ABOUT BARBADOS

Bar­ba­dos is an inter­est­ing and excit­ing vaca­tion spot, with options for every­one, fun activ­i­ties, crazy adven­tures, romance and relaxation.
IMPOR­TANT ISLAND INFORMATION

BANK­ING INFORMATION

Mutual Building Bank in BridgetownBanks open from 8:00am to 3:00pm Mon­day – Thurs­day, 8:00am to 5:00pm on Fri­day and are closed on all National Hol­i­days. Con­versely you can eas­ily use your credit card at most busi­nesses island wide or with­draw up to $500 USD per day at hun­dreds of ATM Machines. ATM machines can be found island wide out­side banks or at most 24hr gas stations.

Exchange Rates
The US dol­lar typ­i­cally has an exchange rate of $1.00 US — $1.98 US dol­lars. (Roughly two to 1)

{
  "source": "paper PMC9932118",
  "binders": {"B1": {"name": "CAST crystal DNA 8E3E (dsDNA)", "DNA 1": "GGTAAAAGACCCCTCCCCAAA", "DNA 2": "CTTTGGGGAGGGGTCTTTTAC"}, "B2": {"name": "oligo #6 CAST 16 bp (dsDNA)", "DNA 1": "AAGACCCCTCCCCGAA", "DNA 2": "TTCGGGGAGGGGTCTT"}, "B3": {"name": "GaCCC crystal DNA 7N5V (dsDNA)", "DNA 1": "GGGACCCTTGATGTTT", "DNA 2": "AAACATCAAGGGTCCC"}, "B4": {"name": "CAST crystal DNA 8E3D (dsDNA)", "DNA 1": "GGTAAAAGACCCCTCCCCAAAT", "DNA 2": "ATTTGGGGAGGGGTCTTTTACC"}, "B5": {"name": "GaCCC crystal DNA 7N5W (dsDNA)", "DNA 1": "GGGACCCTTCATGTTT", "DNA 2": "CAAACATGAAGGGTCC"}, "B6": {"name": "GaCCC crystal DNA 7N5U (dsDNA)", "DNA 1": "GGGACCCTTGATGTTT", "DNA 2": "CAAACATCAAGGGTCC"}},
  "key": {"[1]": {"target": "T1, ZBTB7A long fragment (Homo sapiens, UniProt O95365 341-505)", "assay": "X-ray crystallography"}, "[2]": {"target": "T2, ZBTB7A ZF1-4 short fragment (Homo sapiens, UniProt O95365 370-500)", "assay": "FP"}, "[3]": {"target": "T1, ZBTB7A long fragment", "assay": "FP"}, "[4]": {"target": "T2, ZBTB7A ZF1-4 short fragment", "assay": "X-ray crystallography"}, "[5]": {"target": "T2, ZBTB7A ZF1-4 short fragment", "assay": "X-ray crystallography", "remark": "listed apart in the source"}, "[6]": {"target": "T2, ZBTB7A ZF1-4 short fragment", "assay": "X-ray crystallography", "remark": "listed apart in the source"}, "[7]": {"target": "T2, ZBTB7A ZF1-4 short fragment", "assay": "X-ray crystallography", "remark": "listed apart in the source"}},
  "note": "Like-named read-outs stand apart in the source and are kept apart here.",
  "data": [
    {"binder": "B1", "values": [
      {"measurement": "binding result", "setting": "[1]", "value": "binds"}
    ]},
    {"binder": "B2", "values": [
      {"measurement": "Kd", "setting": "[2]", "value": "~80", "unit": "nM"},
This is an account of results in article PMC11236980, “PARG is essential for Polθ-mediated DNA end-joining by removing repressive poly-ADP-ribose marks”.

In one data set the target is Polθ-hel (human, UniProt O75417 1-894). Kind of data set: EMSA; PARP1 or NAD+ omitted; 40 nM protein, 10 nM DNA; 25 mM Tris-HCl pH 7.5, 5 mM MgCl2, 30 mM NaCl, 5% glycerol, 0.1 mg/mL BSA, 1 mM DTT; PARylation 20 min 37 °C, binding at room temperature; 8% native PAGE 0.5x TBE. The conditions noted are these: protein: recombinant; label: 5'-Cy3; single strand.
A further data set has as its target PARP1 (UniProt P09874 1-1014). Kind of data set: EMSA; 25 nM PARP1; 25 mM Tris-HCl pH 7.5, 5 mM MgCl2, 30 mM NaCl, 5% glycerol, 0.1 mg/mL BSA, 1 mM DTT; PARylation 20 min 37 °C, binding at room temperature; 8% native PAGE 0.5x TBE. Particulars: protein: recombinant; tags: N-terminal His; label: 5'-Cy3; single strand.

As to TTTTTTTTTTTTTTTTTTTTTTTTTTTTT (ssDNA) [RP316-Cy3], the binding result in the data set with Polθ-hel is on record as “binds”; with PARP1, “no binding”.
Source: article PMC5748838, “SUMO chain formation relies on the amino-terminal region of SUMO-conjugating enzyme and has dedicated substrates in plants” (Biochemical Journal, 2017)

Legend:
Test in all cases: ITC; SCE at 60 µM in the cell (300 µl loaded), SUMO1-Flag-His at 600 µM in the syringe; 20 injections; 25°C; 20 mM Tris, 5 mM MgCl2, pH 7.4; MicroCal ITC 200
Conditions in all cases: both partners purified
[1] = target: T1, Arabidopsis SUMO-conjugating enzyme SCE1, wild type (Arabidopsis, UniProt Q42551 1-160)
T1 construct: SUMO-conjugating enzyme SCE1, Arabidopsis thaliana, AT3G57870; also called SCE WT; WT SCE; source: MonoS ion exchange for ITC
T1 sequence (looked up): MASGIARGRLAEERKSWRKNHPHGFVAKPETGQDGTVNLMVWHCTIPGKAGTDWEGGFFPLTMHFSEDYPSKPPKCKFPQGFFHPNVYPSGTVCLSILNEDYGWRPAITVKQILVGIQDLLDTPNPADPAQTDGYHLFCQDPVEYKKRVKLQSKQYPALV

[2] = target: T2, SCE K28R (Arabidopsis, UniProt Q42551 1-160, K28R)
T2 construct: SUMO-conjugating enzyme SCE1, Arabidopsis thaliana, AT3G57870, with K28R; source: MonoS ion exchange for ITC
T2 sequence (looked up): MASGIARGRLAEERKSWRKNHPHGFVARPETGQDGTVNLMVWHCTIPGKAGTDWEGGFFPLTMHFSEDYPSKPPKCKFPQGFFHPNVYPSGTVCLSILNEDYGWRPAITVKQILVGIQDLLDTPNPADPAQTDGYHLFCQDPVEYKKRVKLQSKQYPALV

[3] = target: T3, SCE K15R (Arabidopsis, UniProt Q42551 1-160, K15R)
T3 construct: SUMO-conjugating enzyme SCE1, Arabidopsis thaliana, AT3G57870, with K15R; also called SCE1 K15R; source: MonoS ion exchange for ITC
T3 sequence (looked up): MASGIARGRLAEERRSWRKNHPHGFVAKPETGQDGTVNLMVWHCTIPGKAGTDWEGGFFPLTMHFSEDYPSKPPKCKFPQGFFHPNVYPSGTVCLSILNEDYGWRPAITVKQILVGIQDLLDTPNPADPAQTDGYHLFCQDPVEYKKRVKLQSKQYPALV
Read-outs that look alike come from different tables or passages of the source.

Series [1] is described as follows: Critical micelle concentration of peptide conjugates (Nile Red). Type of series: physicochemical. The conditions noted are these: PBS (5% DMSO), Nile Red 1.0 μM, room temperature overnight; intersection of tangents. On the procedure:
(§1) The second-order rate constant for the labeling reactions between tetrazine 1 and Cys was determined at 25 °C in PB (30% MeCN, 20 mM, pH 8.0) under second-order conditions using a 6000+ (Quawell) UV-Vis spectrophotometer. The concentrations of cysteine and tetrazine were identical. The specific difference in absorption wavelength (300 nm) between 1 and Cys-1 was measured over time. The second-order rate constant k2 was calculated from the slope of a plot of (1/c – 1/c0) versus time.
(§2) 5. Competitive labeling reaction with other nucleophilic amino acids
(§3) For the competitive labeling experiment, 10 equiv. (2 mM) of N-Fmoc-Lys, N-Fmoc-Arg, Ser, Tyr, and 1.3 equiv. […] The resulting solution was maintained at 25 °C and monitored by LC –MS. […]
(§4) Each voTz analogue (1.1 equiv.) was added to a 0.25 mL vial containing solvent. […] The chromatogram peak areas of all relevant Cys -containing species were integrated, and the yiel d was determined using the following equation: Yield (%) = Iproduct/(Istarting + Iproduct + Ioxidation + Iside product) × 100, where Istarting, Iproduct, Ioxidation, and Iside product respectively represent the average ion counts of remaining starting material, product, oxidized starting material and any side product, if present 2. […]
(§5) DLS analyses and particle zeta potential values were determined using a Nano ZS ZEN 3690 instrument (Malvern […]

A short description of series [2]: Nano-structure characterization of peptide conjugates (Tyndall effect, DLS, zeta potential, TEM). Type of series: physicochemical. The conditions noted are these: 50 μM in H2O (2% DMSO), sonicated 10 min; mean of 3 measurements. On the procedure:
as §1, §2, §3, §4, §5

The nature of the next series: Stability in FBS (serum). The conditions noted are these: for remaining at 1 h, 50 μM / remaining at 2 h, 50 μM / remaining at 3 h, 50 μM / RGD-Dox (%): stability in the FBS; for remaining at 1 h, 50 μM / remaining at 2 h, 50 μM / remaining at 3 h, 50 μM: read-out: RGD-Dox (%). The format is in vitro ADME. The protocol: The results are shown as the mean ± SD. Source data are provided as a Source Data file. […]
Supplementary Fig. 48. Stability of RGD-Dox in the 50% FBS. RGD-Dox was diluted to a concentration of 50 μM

Major credit cards and US dol­lars are accepted island wide. Traveler’s checks in U.S., U.K. and Cana­dian funds can also be used at many outlets.


BEACHES

The island has amassed count­less beaches for you to enjoy and explore but note:
  • On the East Coast of the island large waves and strong cur­rents can make swim­ming dangerous.
  • On the west Coast the sea is typ­i­cally calm and relax­ing but be sure to look out for red flags as they indi­cate strong cur­rents, rough waters and big­ger waves on that day.
  • Carry along your sun block to pro­tect your skin.
  • Be mind­ful of Manchi­neel trees some­times found on the beach (usu­ally marked with red paint) they carry a small fruit sim­i­lar to a crab apple – DO NOT touch/​eat this fruit! it is poi­so­nous! In fact even stand­ing under this tree dur­ing the rain can be haz­ardous as drip­ping rain from the tree can blis­ter the skin and eyes.

See Bar­ba­dos Beaches